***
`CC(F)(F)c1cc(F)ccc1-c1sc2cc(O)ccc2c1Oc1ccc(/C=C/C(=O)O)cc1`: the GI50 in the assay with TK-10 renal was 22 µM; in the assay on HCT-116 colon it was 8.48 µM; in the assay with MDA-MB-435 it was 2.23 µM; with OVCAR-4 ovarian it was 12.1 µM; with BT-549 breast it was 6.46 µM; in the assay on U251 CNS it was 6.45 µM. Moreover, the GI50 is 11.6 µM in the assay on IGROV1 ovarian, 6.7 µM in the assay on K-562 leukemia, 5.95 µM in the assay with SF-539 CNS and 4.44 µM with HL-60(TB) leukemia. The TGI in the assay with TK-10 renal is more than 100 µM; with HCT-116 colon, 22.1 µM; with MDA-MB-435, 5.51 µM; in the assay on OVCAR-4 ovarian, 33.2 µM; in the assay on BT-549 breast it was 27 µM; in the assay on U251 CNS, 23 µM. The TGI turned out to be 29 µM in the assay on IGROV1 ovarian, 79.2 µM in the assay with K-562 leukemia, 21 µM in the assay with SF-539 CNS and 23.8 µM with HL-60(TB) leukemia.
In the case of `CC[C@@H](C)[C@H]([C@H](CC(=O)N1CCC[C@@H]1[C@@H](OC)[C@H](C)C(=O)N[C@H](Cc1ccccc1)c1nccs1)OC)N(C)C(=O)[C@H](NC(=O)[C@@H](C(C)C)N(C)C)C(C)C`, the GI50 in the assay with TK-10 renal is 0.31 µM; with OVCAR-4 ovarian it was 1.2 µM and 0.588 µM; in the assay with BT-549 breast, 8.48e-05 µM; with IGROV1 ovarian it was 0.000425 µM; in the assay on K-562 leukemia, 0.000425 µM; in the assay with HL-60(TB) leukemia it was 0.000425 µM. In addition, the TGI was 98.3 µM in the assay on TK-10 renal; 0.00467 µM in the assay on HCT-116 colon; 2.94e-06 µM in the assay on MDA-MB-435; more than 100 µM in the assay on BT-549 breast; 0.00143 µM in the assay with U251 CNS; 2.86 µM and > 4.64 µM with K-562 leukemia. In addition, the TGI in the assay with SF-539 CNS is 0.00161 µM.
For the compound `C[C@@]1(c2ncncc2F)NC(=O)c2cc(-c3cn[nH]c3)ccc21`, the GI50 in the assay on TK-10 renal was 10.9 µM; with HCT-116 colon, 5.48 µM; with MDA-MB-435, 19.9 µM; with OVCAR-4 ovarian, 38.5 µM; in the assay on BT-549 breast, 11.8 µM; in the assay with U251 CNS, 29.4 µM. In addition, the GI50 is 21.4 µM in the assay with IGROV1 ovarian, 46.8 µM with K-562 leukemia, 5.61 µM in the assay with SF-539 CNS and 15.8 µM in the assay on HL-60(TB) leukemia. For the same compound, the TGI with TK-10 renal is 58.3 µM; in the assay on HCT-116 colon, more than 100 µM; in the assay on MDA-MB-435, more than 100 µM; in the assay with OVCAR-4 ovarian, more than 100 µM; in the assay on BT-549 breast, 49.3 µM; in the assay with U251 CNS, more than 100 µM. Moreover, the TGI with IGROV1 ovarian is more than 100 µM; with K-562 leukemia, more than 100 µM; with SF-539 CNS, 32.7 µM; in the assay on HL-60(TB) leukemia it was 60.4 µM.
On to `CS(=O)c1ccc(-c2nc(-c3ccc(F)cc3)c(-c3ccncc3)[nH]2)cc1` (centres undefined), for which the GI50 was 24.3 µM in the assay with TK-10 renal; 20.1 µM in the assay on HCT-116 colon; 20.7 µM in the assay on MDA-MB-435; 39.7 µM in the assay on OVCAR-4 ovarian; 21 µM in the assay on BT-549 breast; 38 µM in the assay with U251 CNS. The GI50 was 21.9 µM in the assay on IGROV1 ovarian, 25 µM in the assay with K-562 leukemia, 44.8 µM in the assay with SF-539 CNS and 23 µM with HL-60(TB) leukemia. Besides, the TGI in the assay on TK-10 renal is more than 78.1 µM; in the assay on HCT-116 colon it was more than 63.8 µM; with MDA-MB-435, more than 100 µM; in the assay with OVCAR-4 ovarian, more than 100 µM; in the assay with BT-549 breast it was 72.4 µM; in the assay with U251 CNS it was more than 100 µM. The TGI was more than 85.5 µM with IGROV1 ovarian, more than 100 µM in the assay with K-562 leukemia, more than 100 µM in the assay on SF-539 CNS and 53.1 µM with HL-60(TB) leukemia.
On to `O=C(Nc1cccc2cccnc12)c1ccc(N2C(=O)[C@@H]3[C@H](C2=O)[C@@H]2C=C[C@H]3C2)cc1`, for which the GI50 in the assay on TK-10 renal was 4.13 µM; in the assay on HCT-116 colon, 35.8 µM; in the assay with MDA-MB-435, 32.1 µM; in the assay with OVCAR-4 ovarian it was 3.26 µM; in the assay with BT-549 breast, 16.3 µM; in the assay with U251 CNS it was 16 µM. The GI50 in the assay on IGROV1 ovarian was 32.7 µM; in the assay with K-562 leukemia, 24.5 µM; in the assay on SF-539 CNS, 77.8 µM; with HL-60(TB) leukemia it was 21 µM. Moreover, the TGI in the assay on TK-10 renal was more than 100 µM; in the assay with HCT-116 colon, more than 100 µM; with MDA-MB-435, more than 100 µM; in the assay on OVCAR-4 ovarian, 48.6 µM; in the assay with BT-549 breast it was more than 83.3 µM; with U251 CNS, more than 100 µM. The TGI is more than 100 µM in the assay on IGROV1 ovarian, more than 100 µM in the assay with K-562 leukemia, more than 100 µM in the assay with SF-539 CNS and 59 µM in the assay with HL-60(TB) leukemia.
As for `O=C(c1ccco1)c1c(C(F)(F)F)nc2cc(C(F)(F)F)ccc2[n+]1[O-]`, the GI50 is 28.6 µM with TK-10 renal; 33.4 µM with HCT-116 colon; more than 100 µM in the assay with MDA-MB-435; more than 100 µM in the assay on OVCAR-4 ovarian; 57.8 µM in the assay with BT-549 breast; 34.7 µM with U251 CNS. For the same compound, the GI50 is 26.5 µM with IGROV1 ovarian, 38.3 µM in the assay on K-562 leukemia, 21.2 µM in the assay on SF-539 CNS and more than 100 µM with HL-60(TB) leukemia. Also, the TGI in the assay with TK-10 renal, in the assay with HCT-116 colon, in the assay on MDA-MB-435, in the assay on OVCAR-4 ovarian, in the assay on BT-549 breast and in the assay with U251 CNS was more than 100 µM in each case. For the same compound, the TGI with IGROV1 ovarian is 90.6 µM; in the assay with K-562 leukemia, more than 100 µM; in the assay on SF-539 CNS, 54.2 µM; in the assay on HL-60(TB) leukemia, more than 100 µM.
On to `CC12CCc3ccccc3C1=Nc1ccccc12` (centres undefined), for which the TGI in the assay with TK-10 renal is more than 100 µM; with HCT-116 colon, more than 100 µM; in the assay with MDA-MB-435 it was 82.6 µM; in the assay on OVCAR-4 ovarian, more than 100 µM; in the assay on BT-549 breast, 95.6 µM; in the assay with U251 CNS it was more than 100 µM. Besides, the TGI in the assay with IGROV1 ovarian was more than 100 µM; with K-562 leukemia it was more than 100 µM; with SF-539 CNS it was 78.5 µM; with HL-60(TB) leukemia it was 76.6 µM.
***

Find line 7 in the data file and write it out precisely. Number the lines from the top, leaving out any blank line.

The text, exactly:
On to `CC12CCc3ccccc3C1=Nc1ccccc12` (centres undefined), for which the TGI in the assay with TK-10 renal is more than 100 µM; with HCT-116 colon, more than 100 µM; in the assay with MDA-MB-435 it was 82.6 µM; in the assay on OVCAR-4 ovarian, more than 100 µM; in the assay on BT-549 breast, 95.6 µM; in the assay with U251 CNS it was more than 100 µM. Besides, the TGI in the assay with IGROV1 ovarian was more than 100 µM; with K-562 leukemia it was more than 100 µM; with SF-539 CNS it was 78.5 µM; with HL-60(TB) leukemia it was 76.6 µM.